Critical Lens Essay on Othello

Crucial Lens Essay on Othello

Adrienne Rich once said, “Lying is made with words but likewise with silence”. This indicates that lying isn’t only when one informs something false, however also when one does not speak at all, the fact consisted of. This is usually real. A text that highlights this quote would have characters who do not reveal the reality at a time when doing so would be important. Othello by William Shakespeare pleases this quote with characters like Emilia and Iago. Characters lie to cover something, but when one does not state anything to inform the truth, it still counts as lying.

Emilia discovers the handkerchief that the protagonist, Othello had actually given to his other half, Desdemona, but instead of providing it back; she offers it to her partner Iago. Othello has been convinced by Iago that Desdemona is cheating on him with Cassio. When Desdemona looses the handkerchief she asks Emilia, “Where should I lose that scarf, Emilia?” she merely replies, “I know not, madam” (III. iv. 23-24). Despite the fact that she offers it to Iago, she does not say so. Othello is even more persuaded that Desdemona is cheating on him and chews out her. Emilia just stands in the room saying absolutely nothing.

This silence costed the faith in Othello to diminish and therefore is as bad as the important things that her other half does. Although Iago was the true liar in the play, Othello’s failure to challenge Desdemona of his suspicions contributed to his failure. As Iago fed a growing number of nonsense to Othello, the more he had thought that she was unfaithful. After Iago leaves, Othello mutters to himself, “If she be false, paradise mocks itself! I’ll not think’t.” However when Desdemona asks, “How now, my dear Othello?” he could not confront her, only stating, “I have a discomfort upon my forehead, here” (III. ii. 320-326). He could have quickly just asked her where the scarf was, or as quickly dealt with Cassio or Desdemona to inform them what was on his mind. Rather, he keeps quiet and just assumes whatever Iago states holds true. By keeping to himself, Othello is actually lying to himself. The author uses remarkable paradox to reveal the reader info Iago and we understand, but Othello and the other character do not. In truth, all the other characters involved know a piece of the information, and all it takes is for them to come together, and the puzzle might have been fixed.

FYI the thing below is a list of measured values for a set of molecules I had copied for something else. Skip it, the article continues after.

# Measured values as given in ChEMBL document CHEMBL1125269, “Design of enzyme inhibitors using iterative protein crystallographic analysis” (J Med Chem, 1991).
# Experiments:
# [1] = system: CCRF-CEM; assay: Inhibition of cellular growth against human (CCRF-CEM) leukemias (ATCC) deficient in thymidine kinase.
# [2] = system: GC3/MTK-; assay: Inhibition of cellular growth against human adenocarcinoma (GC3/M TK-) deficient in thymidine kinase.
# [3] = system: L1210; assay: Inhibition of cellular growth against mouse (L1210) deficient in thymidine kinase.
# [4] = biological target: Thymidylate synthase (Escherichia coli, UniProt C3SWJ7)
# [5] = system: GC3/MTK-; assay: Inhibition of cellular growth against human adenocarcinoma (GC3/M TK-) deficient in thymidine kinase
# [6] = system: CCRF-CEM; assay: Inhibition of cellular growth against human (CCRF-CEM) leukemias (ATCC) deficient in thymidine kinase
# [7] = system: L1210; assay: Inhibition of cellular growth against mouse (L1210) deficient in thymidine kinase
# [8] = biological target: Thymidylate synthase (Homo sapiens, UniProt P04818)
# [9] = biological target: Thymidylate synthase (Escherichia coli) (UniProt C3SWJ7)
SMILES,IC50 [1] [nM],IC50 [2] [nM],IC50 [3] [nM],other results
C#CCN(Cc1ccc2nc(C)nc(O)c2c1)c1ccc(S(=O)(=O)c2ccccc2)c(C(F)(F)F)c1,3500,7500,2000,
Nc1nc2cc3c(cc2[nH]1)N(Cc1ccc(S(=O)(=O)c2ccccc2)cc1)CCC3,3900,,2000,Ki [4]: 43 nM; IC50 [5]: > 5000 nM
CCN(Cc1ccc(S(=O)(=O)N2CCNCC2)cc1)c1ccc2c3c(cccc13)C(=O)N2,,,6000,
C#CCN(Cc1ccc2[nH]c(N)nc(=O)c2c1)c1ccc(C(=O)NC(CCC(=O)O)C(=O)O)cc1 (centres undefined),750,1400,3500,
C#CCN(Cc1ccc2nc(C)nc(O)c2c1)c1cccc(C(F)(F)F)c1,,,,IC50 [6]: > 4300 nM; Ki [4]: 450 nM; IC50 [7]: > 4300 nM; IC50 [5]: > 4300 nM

Not one point in the play do they do that, till the end, which contributes significantly to the catastrophe of Othello. By not informing the fact, the characters in Othello all added to the death of Desdemona. An innocent lady so in love, who would not have traded the world to be unfaithful, was accused and eliminated by her envious partner. All of which might have been prevented if any among the character would have spoken the fact and not keep to themselves information they possessed. Iago was not the only phony in the play, they all were, for silence is genuinely a lie.